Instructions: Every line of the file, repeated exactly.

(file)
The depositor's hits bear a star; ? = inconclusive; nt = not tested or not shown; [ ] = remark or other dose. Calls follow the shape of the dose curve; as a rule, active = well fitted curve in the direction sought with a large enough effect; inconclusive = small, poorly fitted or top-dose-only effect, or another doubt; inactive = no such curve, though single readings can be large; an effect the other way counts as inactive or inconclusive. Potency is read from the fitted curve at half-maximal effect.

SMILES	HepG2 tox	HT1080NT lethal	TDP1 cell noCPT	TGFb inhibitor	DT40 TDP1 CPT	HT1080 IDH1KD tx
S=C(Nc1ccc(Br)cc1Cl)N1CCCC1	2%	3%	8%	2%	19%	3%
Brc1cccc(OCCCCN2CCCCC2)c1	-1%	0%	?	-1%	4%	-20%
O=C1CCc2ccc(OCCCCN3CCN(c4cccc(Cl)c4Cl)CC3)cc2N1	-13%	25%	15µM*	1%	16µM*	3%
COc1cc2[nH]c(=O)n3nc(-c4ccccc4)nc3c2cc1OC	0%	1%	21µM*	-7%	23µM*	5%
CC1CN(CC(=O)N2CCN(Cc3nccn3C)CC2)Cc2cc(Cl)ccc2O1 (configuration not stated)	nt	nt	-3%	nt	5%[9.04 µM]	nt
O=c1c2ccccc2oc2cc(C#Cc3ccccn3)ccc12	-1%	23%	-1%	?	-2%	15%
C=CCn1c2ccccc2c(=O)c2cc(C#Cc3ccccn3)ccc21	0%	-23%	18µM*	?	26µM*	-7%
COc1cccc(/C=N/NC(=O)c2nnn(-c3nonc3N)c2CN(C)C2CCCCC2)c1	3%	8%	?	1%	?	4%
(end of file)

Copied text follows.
The depositor's hits bear a star; ? = inconclusive; nt = not tested or not shown; [ ] = remark or other dose. Calls follow the shape of the dose curve; as a rule, active = well fitted curve in the direction sought with a large enough effect; inconclusive = small, poorly fitted or top-dose-only effect, or another doubt; inactive = no such curve, though single readings can be large; an effect the other way counts as inactive or inconclusive. Potency is read from the fitted curve at half-maximal effect.

SMILES	HepG2 tox	HT1080NT lethal	TDP1 cell noCPT	TGFb inhibitor	DT40 TDP1 CPT	HT1080 IDH1KD tx
S=C(Nc1ccc(Br)cc1Cl)N1CCCC1	2%	3%	8%	2%	19%	3%
Brc1cccc(OCCCCN2CCCCC2)c1	-1%	0%	?	-1%	4%	-20%
O=C1CCc2ccc(OCCCCN3CCN(c4cccc(Cl)c4Cl)CC3)cc2N1	-13%	25%	15µM*	1%	16µM*	3%
COc1cc2[nH]c(=O)n3nc(-c4ccccc4)nc3c2cc1OC	0%	1%	21µM*	-7%	23µM*	5%
CC1CN(CC(=O)N2CCN(Cc3nccn3C)CC2)Cc2cc(Cl)ccc2O1 (configuration not stated)	nt	nt	-3%	nt	5%[9.04 µM]	nt
O=c1c2ccccc2oc2cc(C#Cc3ccccn3)ccc12	-1%	23%	-1%	?	-2%	15%
C=CCn1c2ccccc2c(=O)c2cc(C#Cc3ccccn3)ccc21	0%	-23%	18µM*	?	26µM*	-7%
COc1cccc(/C=N/NC(=O)c2nnn(-c3nonc3N)c2CN(C)C2CCCCC2)c1	3%	8%	?	1%	?	4%